SSFO is a double-mutant excitatory channelrhodopsin that was engineered to have slow off-kinetics (22). Upon activation with a pulse of blue light, SSFO induces stable subthreshold depolarization of neurons without directly driving action potentials, which elevates the excitability and strengthens the influence of targeted cells (22). Because of a channel closure time constant of ~30 min, the higher probability of spiking is stable after a single light flash over the period required for complex behavioral testing, unless the channel is switched off by yellow light (22). We found that activation of SSFO expressed by mouse PV neurons, when compared to no-SSFO activation (Fig. 1C), resulted in the neurons requiring lower inward-current amplitudes to generate action potentials (Fig. 1D) (with SSFO, 153.1 ± 22.4 pA; without SSFO, 221.9 ± 20.8 pA; n = 8; Fig. 1E). This indicated the utility of SSFO for favoring excitability of the inhibitory neuronal population.

To further validate this approach, we characterized SSFO activity in greater detail. Blue light delivery reliably generated prolonged photocurrents (initial peak: 93.7 ± 19.9 pA; final steady state: 94.7 ± 20.0 pA; n = 8), which corresponded to stable subthreshold depolarization in current-clamp recordings (peak: 8.9 ± 1.8 mV; steady state: 8.23 ± 1.9 mV), and was immediately reversible by red light (Fig. 1, F to I). Because SSFOs have been optimized for extended excitability, we sought to ensure that mouse PV neurons would be able to sustain action potential generation over long time scales. We provided electrical stimulation by intracellular current injection through the patch-clamp pipette during light-induced depolarization to examine prolonged time scale spiking, spanning a range from moderate (250 pA) to large (1000 pA) injected currents. We found that all tested cells were able to generate stable spike trains even when large-amplitude (1000 pA) pulses were applied (no depolarization block was seen; spike probability, 91.3 ± 8.5% with 250-pA current injection, 100% with 500 pA, 100% with 750 pA, and 100% with 1000 pA) (Fig. 1, J and K).

Rescue of autism-like behaviors in CNTNAP2-deficient mice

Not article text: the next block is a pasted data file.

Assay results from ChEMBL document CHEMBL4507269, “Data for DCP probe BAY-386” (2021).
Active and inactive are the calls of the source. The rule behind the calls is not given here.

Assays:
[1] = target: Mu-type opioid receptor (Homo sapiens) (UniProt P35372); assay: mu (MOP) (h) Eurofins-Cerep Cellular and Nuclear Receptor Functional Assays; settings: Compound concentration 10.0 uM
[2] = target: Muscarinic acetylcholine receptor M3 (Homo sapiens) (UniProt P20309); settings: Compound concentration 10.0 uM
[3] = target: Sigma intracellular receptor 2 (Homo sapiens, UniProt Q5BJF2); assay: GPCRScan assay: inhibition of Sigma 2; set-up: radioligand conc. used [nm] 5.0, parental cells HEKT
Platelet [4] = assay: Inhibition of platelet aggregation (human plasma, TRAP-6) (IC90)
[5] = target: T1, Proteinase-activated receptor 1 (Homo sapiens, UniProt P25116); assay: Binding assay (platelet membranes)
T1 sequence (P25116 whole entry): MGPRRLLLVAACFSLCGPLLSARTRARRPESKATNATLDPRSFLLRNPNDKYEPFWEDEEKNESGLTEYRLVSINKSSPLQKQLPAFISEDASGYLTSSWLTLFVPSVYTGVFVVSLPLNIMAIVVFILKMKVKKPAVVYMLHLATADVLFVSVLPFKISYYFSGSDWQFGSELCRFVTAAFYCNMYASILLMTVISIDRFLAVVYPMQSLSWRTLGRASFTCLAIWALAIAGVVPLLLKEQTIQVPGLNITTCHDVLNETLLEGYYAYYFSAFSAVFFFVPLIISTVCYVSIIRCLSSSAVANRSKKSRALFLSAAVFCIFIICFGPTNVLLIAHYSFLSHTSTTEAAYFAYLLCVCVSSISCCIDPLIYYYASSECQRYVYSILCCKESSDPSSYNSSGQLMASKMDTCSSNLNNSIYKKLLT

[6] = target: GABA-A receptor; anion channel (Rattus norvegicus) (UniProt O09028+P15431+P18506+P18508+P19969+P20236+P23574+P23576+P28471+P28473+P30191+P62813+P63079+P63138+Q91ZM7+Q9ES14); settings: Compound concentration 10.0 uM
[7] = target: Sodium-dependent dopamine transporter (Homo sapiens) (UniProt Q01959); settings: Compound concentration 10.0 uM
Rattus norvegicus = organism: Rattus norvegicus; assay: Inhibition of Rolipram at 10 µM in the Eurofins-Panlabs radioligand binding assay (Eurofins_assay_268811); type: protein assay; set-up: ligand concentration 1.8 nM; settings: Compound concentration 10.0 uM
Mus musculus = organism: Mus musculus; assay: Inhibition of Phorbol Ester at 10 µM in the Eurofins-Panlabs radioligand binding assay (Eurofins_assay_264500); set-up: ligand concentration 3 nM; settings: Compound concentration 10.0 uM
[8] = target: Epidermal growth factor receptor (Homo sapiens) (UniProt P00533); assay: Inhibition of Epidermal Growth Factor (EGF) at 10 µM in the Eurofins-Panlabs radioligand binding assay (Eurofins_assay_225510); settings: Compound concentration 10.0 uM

Given that an increase in E:I balance in genetic mouse models of autism has been suggested to underlie social behavior deficits (23, 25, 26), we hypothesized that reducing cortical E:I balance in CNTNAP2 KO mice could improve social deficits. We selectively expressed SSFO in PV neurons and implanted bilateral optical fibers into the mPFC of WT and CNTNAP2 KO mice. To bias excitability of PV neurons, we applied a 2-s light pulse (473 nm); immediately after light stimulation, we initiated a 10-min social exploration test (Fig. 2A).

Fig. 2. SSFO or SwiChR++ modulation of mPFC neurons and rescue of social behavior deficits in CNTNAP2 KO mice.

(A) Testing of social interaction behavior for 10 min in mouse pairs matched by genotype and sex is shown. A single 2-s, 473-nm pulse of blue light was administered immediately before the behavioral test in the stimulation condition. (B) The duration of social explorations during the first 10 interaction bouts with or without SSFO stimulation is shown (WTbaseline versus KObaseline, P < 0.05; KObaseline versus KOstimulation, P < 0.0001) (table S5). In (B) to (J), two-way ANOVA was used, followed by Dunnett’s pairwise comparisons; parameter interaction values and n values (at least eight pairs per condition) for each arm are shown in the Supplementary Materials. (C) Duration of social explorations during the total 10 min of the test with and without SSFO stimulation (WTbaseline versus KObaseline, P < 0.05; KObaseline versus KOstimulation, P < 0.05) (table S6). (D) Mean social exploration duration per interaction bout with and without SSFO stimulation (WTbaseline versus KObaseline, P < 0.05; KObaseline versus KOstimulation, P < 0.01) (table S7). (E) Mean social approach velocity with and without SSFO stimulation (WTbaseline versus KObaseline, P < 0.001; KObaseline versus KOstimulation, P < 0.05) (table S8). (F) Social interaction test after a 1-s intermittent 473-nm pulse of blue light to stimulate the inhibitory channelrhodopsin SwiChR++. (G) Social exploration duration during the first 10 interaction bouts with and without inhibitory SwiChR++ stimulation (WTstimulation versus KObaseline, P < 0.01; KObaseline versus KOstimulation, P < 0.05) (table S9). (H) Social exploration duration during the total length of the test (10 min) with and without inhibitory SwiChR++ stimulation (WTbaseline versus KObaseline, P < 0.05; KObaseline versus KOstimulation, P < 0.05) (table S10). (I) Mean social exploration duration per interaction bout with and without inhibitory SwiChR++ stimulation (WTbaseline versus KObaseline, P < 0.05; KObaseline versus KOstimulation, P < 0.05) (table S11). (J) Mean social approach velocity with and without inhibitory SwiChR++ stimulation (WTbaseline versus KObaseline, P < 0.05; KObaseline versus KOstimulation, P > 0.05) (table S12). Two separate cohorts were tested and included in the analyses. Data are presented as mean ± SEM. *P < 0.05, **P < 0.01, ***, ***P < 0.001, and ****P < 0.0001.